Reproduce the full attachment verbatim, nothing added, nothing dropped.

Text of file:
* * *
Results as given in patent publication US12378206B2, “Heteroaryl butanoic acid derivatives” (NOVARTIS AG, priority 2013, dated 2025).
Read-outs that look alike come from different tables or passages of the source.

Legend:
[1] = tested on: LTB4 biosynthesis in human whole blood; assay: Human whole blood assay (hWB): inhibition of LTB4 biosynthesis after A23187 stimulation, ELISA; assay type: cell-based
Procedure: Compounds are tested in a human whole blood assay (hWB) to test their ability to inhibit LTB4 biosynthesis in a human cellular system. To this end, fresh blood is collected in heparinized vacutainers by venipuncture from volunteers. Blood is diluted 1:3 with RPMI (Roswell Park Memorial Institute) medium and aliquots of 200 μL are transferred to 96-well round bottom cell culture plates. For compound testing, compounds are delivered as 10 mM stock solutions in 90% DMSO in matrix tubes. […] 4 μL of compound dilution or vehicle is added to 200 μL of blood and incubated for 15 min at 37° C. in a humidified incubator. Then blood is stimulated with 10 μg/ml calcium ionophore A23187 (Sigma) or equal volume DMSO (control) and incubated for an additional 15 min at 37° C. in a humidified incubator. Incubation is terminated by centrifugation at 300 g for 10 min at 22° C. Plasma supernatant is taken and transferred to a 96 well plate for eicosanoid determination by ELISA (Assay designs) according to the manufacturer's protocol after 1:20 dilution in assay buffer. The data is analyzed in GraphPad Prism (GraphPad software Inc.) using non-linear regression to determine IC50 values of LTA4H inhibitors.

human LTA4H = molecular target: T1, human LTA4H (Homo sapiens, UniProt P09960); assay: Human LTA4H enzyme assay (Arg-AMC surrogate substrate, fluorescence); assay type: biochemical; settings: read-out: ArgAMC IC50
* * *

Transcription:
Results as given in patent publication US12378206B2, “Heteroaryl butanoic acid derivatives” (NOVARTIS AG, priority 2013, dated 2025).
Read-outs that look alike come from different tables or passages of the source.

Legend:
[1] = tested on: LTB4 biosynthesis in human whole blood; assay: Human whole blood assay (hWB): inhibition of LTB4 biosynthesis after A23187 stimulation, ELISA; assay type: cell-based
Procedure: Compounds are tested in a human whole blood assay (hWB) to test their ability to inhibit LTB4 biosynthesis in a human cellular system. To this end, fresh blood is collected in heparinized vacutainers by venipuncture from volunteers. Blood is diluted 1:3 with RPMI (Roswell Park Memorial Institute) medium and aliquots of 200 μL are transferred to 96-well round bottom cell culture plates. For compound testing, compounds are delivered as 10 mM stock solutions in 90% DMSO in matrix tubes. […] 4 μL of compound dilution or vehicle is added to 200 μL of blood and incubated for 15 min at 37° C. in a humidified incubator. Then blood is stimulated with 10 μg/ml calcium ionophore A23187 (Sigma) or equal volume DMSO (control) and incubated for an additional 15 min at 37° C. in a humidified incubator. Incubation is terminated by centrifugation at 300 g for 10 min at 22° C. Plasma supernatant is taken and transferred to a 96 well plate for eicosanoid determination by ELISA (Assay designs) according to the manufacturer's protocol after 1:20 dilution in assay buffer. The data is analyzed in GraphPad Prism (GraphPad software Inc.) using non-linear regression to determine IC50 values of LTA4H inhibitors.

human LTA4H = molecular target: T1, human LTA4H (Homo sapiens, UniProt P09960); assay: Human LTA4H enzyme assay (Arg-AMC surrogate substrate, fluorescence); assay type: biochemical; settings: read-out: ArgAMC IC50